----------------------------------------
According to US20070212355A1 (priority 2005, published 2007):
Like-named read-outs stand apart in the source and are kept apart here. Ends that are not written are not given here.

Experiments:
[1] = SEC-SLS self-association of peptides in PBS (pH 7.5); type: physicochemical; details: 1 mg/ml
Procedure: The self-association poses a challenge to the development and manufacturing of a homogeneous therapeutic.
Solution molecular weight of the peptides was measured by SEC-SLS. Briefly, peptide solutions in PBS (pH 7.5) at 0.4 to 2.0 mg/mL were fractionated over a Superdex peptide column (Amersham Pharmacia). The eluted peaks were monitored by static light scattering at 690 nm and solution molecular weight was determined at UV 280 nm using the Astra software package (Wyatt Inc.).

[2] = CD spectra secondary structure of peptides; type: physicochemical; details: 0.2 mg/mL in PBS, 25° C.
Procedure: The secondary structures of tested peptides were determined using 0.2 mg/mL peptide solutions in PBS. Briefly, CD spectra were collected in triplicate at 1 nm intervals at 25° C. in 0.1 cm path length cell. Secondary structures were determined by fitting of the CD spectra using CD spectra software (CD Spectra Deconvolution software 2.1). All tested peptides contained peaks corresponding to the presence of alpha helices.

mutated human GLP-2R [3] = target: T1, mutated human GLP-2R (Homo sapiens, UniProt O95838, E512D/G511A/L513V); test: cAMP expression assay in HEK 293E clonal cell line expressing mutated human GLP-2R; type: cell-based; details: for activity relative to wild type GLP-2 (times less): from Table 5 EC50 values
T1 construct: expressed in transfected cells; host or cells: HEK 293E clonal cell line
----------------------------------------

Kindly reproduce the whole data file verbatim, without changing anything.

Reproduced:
According to US20070212355A1 (priority 2005, published 2007):
Like-named read-outs stand apart in the source and are kept apart here. Ends that are not written are not given here.

Experiments:
[1] = SEC-SLS self-association of peptides in PBS (pH 7.5); type: physicochemical; details: 1 mg/ml
Procedure: The self-association poses a challenge to the development and manufacturing of a homogeneous therapeutic.
Solution molecular weight of the peptides was measured by SEC-SLS. Briefly, peptide solutions in PBS (pH 7.5) at 0.4 to 2.0 mg/mL were fractionated over a Superdex peptide column (Amersham Pharmacia). The eluted peaks were monitored by static light scattering at 690 nm and solution molecular weight was determined at UV 280 nm using the Astra software package (Wyatt Inc.).

[2] = CD spectra secondary structure of peptides; type: physicochemical; details: 0.2 mg/mL in PBS, 25° C.
Procedure: The secondary structures of tested peptides were determined using 0.2 mg/mL peptide solutions in PBS. Briefly, CD spectra were collected in triplicate at 1 nm intervals at 25° C. in 0.1 cm path length cell. Secondary structures were determined by fitting of the CD spectra using CD spectra software (CD Spectra Deconvolution software 2.1). All tested peptides contained peaks corresponding to the presence of alpha helices.

mutated human GLP-2R [3] = target: T1, mutated human GLP-2R (Homo sapiens, UniProt O95838, E512D/G511A/L513V); test: cAMP expression assay in HEK 293E clonal cell line expressing mutated human GLP-2R; type: cell-based; details: for activity relative to wild type GLP-2 (times less): from Table 5 EC50 values
T1 construct: expressed in transfected cells; host or cells: HEK 293E clonal cell line